I stayed 4 more years at the needlework store Wesolowski were I had been an apprentice and then took a job at a very large store "Karstadt" where I taught my learned skills to their clients and earned a very good salary.

At that time I met my husband, who was serving with the German Marines. We got engaged, then married in 1929.

We had six children. One son, Hans born in 1929 and five daughters: Grete (1930), Helga (1936), Edith (1941), Anke (1947) and Christine (1949).

When Hans was 8 years old, we enrolled him at a boarding school called "Musisches Gymnasium". There he studied music and art, which led to his career as an actor on stage (Muenchner Staatstheater), in movies and in television. He acted under the stage name "Hans Clarin".

Hans married a fellow student, Irene Reiter, and they had three children, Angela (Anschie), Manuela (Mannie), Irene (Butzie). After many years they divorced and he married Contessa Margarete "Bebs" von Kramer-Klett, they had two children, Philipp and Anna. This marriage did not last and he married again. This time Christa Countess von Hardenberg. He now seems to be a very happy.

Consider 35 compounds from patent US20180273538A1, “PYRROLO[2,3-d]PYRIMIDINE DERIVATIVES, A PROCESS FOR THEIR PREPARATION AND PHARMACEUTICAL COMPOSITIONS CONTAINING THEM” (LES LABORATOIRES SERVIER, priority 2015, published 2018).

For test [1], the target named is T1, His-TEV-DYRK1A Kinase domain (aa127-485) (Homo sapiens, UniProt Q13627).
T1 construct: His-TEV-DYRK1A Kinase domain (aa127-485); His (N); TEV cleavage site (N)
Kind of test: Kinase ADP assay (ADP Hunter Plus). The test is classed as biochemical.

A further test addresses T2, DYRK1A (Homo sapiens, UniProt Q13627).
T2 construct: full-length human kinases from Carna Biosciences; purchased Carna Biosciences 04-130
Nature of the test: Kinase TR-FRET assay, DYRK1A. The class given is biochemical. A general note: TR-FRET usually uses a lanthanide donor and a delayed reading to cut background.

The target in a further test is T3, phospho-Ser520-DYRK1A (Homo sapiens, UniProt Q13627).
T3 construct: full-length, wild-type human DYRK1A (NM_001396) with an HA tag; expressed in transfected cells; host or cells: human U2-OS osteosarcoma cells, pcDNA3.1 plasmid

One year later, in 1930, our daughter Grete was born. Grete was a premature baby (seven months) and weighed just 2000 grams (less than 4 ½ pounds). In order to keep her warm I had to place her on a warm water bottle. I think incubators were not around at that time. She had the smallest feet and the only thing she could wear were doll shoes.

Our next daughter, born in 1936, was Helga and after that Edith in 1941.